We investigate the research question: Why are there very few social enterprises in China? Our findings unpack four types of institutional challenges to social entrepreneurship, as perceived by social entrepreneurs: norms of a strong role for government; misunderstood or unknown role for social enterprises; non-supportive rules and regulations; and lack of socio-cultural values and beliefs in support of social goals. We contribute to the literature on social enterprises by showing how an institutional environment may be “non-munificent,” i.e., non-supportive for the (...)
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  • Does the Notion of 'Doing Well by Doing Good' Prevail Among Entrepreneurial Ventures in a Developing Nation?Noor Hazlina Ahmad & T. Ramayah - 2012 - Journal of Business Ethics 106 (4):479-490.
    The rise in ethical and social responsibility awareness in contemporary businesses has led to assumptions that the associated behaviours would enable competitive advantage to be attained as a firm distinguishes itself from its competitors through such practices. This paper reports on a study conducted on the prevalence of such practices among entrepreneurial ventures in an emerging economy (Malaysia), and the effect of such practices on both financial and non-financial performance. A sequential inter-method mixing design was employed in which during stage (...)
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  • Philanthropy, Integration or Innovation? Exploring the Financial and Societal Outcomes of Different Types of Corporate Responsibility.Minna Halme & Juha Laurila - 2009 - Journal of Business Ethics 84 (3):325-339.
    This article argues that previous research on the outcomes of corporate responsibility should be refined in two ways. First, although there is abundant research that addresses the link between corporate responsibility (CR) and financial performance, hardly any studies scrutinize whether the type of corporate responsibility makes a difference to this link. Second, while the majority of CR research conducted within business studies concentrates on the financial outcomes for the firm, the societal outcomes of CR are left largely unexplored. To tackle (...)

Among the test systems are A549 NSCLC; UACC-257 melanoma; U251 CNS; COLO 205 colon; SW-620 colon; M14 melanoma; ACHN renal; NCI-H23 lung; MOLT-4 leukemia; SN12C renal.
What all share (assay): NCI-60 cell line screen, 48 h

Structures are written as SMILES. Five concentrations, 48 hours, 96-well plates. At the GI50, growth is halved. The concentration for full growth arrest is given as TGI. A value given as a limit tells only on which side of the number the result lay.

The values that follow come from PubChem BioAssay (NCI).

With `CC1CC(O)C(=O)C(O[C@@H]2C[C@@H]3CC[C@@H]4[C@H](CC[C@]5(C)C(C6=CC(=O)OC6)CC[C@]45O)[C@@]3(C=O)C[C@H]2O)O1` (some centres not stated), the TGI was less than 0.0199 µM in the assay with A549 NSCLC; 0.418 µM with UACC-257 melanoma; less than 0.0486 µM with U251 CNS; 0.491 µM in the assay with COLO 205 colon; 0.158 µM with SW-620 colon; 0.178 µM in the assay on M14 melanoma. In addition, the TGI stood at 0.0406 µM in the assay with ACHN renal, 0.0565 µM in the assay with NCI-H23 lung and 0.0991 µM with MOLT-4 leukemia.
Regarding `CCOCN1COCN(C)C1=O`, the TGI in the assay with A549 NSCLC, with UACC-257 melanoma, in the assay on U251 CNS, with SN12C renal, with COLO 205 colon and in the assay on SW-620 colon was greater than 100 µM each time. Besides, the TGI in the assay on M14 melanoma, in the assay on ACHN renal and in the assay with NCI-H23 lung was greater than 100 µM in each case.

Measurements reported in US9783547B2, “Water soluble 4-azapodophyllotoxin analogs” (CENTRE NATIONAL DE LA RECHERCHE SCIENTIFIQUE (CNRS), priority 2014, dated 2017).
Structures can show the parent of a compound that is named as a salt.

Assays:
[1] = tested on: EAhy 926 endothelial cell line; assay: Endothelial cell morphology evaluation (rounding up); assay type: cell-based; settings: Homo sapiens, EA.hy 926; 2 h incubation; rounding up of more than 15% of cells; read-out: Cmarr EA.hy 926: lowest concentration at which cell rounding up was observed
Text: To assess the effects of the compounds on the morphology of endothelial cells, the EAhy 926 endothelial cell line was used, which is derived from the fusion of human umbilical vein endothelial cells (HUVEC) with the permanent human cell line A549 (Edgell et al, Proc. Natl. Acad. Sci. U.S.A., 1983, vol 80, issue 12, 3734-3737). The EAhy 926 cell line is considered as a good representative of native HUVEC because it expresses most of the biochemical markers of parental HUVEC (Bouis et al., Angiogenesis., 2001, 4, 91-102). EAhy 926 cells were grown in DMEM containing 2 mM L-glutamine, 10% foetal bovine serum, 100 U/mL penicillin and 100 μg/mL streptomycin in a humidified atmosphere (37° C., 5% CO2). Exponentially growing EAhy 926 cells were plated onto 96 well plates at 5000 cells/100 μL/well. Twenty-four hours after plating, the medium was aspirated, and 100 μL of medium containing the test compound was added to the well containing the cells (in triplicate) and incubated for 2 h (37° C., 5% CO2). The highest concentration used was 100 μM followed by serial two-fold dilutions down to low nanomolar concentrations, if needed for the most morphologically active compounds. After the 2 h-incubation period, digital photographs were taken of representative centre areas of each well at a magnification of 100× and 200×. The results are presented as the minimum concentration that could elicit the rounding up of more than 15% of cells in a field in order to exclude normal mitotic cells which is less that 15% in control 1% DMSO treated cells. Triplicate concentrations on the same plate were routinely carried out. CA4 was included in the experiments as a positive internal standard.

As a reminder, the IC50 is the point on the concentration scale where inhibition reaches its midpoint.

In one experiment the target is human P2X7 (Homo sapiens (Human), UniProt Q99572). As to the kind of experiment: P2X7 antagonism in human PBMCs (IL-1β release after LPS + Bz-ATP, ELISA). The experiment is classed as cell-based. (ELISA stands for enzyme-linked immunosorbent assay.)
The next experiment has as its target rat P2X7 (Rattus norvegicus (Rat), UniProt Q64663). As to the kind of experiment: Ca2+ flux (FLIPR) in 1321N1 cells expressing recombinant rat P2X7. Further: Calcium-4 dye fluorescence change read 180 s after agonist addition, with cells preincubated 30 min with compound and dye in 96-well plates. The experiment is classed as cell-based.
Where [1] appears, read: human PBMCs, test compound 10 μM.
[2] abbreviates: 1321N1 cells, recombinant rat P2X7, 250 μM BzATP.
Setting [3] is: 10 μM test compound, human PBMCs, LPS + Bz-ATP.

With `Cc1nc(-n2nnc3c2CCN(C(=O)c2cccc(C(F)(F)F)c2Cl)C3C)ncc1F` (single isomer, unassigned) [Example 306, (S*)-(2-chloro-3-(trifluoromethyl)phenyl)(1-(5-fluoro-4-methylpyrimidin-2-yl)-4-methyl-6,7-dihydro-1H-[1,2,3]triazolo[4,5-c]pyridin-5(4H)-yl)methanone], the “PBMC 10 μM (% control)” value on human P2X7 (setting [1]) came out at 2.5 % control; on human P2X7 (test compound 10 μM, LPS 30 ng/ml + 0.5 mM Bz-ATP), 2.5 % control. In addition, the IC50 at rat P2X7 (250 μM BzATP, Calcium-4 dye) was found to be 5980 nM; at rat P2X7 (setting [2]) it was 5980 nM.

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  • Corporate Social Responsibility and Firm Financial Performance: The Mediating Role of Productivity.Iftekhar Hasan, Nada Kobeissi, Liuling Liu & Haizhi Wang - 2018 - Journal of Business Ethics 149 (3):671-688.
    This study treats firm productivity as an accumulation of productive intangibles and posits that stakeholder engagement associated with better corporate social performance helps develop such intangibles. We hypothesize that because shareholders factor improved productive efficiency into stock price, productivity mediates the relationship between corporate social and financial performance. Furthermore, we argue that key stakeholders’ social considerations are more valuable for firms with higher levels of discretionary cash and income stream uncertainty. Therefore, we hypothesize that those two contingencies moderate the mediated (...)
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  • The Worth of Values: A Literature Review on the Relation Between Corporate Social and Financial Performance.Pieter van Beurden & Tobias Gössling - 2008 - Journal of Business Ethics 82 (2):407 - 424.
    One of the older questions in the debate about Corporate Social Responsibility (CSR) is whether it is worthwhile for organizations to pay attention to societal demands. This debate was emotionally, normatively, and ideologically loaded. Up to the present, this question has been an important trigger for empirical research in CSR. However, the answer to the question has apparently not been found yet, at least that is what many researchers state. This apparent ambivalence in CSR consequences invites a literature study that (...)
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  • In Good Times but Not in Bad: The Role of Managerial Discretion in Moderating the Stakeholder Management and Financial Performance Relationship.Ali M. Shahzad, Matthew A. Rutherford & Mark P. Sharfman - 2016 - Business and Society Review 121 (4):497-528.